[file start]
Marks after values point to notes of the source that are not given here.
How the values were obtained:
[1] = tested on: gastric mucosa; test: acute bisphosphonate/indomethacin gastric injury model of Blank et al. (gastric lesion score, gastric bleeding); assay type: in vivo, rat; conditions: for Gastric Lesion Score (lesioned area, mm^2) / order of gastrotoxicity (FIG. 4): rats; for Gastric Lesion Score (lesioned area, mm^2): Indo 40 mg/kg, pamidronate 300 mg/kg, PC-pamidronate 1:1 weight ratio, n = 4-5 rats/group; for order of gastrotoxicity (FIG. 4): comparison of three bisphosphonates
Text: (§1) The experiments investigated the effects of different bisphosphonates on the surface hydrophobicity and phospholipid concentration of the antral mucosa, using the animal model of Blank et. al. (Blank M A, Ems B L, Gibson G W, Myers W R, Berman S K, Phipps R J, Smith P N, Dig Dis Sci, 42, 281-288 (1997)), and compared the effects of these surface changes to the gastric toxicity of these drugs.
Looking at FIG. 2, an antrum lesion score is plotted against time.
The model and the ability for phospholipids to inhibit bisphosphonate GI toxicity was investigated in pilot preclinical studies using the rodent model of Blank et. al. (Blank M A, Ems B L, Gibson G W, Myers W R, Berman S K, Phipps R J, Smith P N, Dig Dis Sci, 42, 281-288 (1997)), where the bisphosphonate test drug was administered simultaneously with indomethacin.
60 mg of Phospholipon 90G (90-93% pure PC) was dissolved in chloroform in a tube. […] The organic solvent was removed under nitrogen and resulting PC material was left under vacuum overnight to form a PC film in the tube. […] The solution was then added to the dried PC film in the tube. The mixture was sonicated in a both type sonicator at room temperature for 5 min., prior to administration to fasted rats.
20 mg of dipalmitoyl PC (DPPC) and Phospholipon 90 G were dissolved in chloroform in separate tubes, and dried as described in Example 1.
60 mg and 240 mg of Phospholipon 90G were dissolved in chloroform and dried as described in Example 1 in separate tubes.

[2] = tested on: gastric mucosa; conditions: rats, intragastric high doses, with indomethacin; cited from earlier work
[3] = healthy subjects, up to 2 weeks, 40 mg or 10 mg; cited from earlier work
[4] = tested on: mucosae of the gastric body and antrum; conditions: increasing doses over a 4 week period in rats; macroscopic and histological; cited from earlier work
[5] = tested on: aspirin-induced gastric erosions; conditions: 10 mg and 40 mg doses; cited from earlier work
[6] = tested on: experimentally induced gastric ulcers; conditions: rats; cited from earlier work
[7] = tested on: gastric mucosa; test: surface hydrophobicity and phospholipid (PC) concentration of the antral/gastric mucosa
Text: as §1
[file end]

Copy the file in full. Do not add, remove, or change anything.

Marks after values point to notes of the source that are not given here.
How the values were obtained:
[1] = tested on: gastric mucosa; test: acute bisphosphonate/indomethacin gastric injury model of Blank et al. (gastric lesion score, gastric bleeding); assay type: in vivo, rat; conditions: for Gastric Lesion Score (lesioned area, mm^2) / order of gastrotoxicity (FIG. 4): rats; for Gastric Lesion Score (lesioned area, mm^2): Indo 40 mg/kg, pamidronate 300 mg/kg, PC-pamidronate 1:1 weight ratio, n = 4-5 rats/group; for order of gastrotoxicity (FIG. 4): comparison of three bisphosphonates
Text: (§1) The experiments investigated the effects of different bisphosphonates on the surface hydrophobicity and phospholipid concentration of the antral mucosa, using the animal model of Blank et. al. (Blank M A, Ems B L, Gibson G W, Myers W R, Berman S K, Phipps R J, Smith P N, Dig Dis Sci, 42, 281-288 (1997)), and compared the effects of these surface changes to the gastric toxicity of these drugs.
Looking at FIG. 2, an antrum lesion score is plotted against time.
The model and the ability for phospholipids to inhibit bisphosphonate GI toxicity was investigated in pilot preclinical studies using the rodent model of Blank et. al. (Blank M A, Ems B L, Gibson G W, Myers W R, Berman S K, Phipps R J, Smith P N, Dig Dis Sci, 42, 281-288 (1997)), where the bisphosphonate test drug was administered simultaneously with indomethacin.
60 mg of Phospholipon 90G (90-93% pure PC) was dissolved in chloroform in a tube. […] The organic solvent was removed under nitrogen and resulting PC material was left under vacuum overnight to form a PC film in the tube. […] The solution was then added to the dried PC film in the tube. The mixture was sonicated in a both type sonicator at room temperature for 5 min., prior to administration to fasted rats.
20 mg of dipalmitoyl PC (DPPC) and Phospholipon 90 G were dissolved in chloroform in separate tubes, and dried as described in Example 1.
60 mg and 240 mg of Phospholipon 90G were dissolved in chloroform and dried as described in Example 1 in separate tubes.

[2] = tested on: gastric mucosa; conditions: rats, intragastric high doses, with indomethacin; cited from earlier work
[3] = healthy subjects, up to 2 weeks, 40 mg or 10 mg; cited from earlier work
[4] = tested on: mucosae of the gastric body and antrum; conditions: increasing doses over a 4 week period in rats; macroscopic and histological; cited from earlier work
[5] = tested on: aspirin-induced gastric erosions; conditions: 10 mg and 40 mg doses; cited from earlier work
[6] = tested on: experimentally induced gastric ulcers; conditions: rats; cited from earlier work
[7] = tested on: gastric mucosa; test: surface hydrophobicity and phospholipid (PC) concentration of the antral/gastric mucosa
Text: as §1